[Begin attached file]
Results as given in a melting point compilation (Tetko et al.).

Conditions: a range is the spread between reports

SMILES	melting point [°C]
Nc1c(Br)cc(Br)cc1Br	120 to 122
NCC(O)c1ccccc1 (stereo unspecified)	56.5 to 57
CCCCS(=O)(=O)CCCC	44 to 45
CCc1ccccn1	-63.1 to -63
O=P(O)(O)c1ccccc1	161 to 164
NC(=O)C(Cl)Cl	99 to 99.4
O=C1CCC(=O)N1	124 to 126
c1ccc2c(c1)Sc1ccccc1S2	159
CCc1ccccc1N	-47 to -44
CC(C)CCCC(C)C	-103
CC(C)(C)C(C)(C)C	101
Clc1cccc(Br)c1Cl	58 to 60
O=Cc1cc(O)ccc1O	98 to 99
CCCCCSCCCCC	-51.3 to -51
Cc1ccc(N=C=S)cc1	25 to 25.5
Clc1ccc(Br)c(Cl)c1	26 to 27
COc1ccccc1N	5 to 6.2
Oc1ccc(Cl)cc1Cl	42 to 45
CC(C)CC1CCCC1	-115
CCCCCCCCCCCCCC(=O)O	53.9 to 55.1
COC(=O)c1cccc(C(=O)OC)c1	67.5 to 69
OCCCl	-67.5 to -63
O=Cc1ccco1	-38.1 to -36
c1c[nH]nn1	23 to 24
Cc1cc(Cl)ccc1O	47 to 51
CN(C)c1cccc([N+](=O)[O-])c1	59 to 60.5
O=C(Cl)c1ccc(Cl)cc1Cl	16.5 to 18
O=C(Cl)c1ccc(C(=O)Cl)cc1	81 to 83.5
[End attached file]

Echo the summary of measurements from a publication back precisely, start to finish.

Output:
Results as given in a melting point compilation (Tetko et al.).

Conditions: a range is the spread between reports

SMILES	melting point [°C]
Nc1c(Br)cc(Br)cc1Br	120 to 122
NCC(O)c1ccccc1 (stereo unspecified)	56.5 to 57
CCCCS(=O)(=O)CCCC	44 to 45
CCc1ccccn1	-63.1 to -63
O=P(O)(O)c1ccccc1	161 to 164
NC(=O)C(Cl)Cl	99 to 99.4
O=C1CCC(=O)N1	124 to 126
c1ccc2c(c1)Sc1ccccc1S2	159
CCc1ccccc1N	-47 to -44
CC(C)CCCC(C)C	-103
CC(C)(C)C(C)(C)C	101
Clc1cccc(Br)c1Cl	58 to 60
O=Cc1cc(O)ccc1O	98 to 99
CCCCCSCCCCC	-51.3 to -51
Cc1ccc(N=C=S)cc1	25 to 25.5
Clc1ccc(Br)c(Cl)c1	26 to 27
COc1ccccc1N	5 to 6.2
Oc1ccc(Cl)cc1Cl	42 to 45
CC(C)CC1CCCC1	-115
CCCCCCCCCCCCCC(=O)O	53.9 to 55.1
COC(=O)c1cccc(C(=O)OC)c1	67.5 to 69
OCCCl	-67.5 to -63
O=Cc1ccco1	-38.1 to -36
c1c[nH]nn1	23 to 24
Cc1cc(Cl)ccc1O	47 to 51
CN(C)c1cccc([N+](=O)[O-])c1	59 to 60.5
O=C(Cl)c1ccc(Cl)cc1Cl	16.5 to 18
O=C(Cl)c1ccc(C(=O)Cl)cc1	81 to 83.5